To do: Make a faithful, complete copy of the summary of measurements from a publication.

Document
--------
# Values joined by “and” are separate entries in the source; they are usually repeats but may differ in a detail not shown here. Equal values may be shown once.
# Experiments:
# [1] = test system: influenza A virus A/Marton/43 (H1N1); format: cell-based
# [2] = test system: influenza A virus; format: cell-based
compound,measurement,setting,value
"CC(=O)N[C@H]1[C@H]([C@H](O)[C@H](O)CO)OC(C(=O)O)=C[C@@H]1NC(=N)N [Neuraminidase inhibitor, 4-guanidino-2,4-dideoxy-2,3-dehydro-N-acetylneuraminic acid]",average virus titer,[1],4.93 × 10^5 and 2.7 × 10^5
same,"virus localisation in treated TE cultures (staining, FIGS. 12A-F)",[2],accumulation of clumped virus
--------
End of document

# Values joined by “and” are separate entries in the source; they are usually repeats but may differ in a detail not shown here. Equal values may be shown once.
# Experiments:
# [1] = test system: influenza A virus A/Marton/43 (H1N1); format: cell-based
# [2] = test system: influenza A virus; format: cell-based
compound,measurement,setting,value
"CC(=O)N[C@H]1[C@H]([C@H](O)[C@H](O)CO)OC(C(=O)O)=C[C@@H]1NC(=N)N [Neuraminidase inhibitor, 4-guanidino-2,4-dideoxy-2,3-dehydro-N-acetylneuraminic acid]",average virus titer,[1],4.93 × 10^5 and 2.7 × 10^5
same,"virus localisation in treated TE cultures (staining, FIGS. 12A-F)",[2],accumulation of clumped virus